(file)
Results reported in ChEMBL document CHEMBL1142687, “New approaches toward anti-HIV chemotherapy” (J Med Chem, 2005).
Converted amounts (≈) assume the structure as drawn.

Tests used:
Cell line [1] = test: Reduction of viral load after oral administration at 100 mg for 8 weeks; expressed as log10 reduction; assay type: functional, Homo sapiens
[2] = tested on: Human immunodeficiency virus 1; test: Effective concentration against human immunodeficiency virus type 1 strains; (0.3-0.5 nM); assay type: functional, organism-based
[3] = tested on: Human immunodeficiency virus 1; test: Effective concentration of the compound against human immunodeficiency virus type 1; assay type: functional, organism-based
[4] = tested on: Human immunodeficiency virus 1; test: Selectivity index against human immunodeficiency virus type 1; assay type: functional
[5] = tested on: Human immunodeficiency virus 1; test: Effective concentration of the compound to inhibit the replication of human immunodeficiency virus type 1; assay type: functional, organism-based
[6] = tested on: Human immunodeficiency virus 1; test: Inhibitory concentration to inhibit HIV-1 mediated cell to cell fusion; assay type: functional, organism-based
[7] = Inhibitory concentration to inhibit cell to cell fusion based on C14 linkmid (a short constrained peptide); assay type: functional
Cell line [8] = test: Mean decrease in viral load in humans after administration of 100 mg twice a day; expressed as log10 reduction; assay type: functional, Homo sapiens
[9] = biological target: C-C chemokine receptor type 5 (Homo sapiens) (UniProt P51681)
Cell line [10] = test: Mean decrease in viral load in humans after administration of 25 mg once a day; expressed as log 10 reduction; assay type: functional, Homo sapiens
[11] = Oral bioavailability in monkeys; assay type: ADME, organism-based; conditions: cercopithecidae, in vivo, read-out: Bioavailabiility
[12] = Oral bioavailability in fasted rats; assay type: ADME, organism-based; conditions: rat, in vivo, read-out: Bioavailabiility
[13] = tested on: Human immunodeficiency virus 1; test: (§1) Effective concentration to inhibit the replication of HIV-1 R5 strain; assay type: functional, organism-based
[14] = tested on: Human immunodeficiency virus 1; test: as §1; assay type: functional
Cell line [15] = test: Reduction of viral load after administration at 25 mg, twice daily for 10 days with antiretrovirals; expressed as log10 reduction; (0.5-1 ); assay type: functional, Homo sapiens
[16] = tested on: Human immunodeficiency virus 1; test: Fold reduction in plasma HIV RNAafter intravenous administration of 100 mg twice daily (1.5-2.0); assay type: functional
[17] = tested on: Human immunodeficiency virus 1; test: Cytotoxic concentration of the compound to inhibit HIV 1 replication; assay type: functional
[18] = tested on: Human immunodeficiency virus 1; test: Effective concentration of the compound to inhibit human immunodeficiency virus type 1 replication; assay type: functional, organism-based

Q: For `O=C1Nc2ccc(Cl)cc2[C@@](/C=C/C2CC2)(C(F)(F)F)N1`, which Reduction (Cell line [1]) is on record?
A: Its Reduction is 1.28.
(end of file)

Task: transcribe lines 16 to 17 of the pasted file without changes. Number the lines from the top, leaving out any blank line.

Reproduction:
[13] = tested on: Human immunodeficiency virus 1; test: (§1) Effective concentration to inhibit the replication of HIV-1 R5 strain; assay type: functional, organism-based
[14] = tested on: Human immunodeficiency virus 1; test: as §1; assay type: functional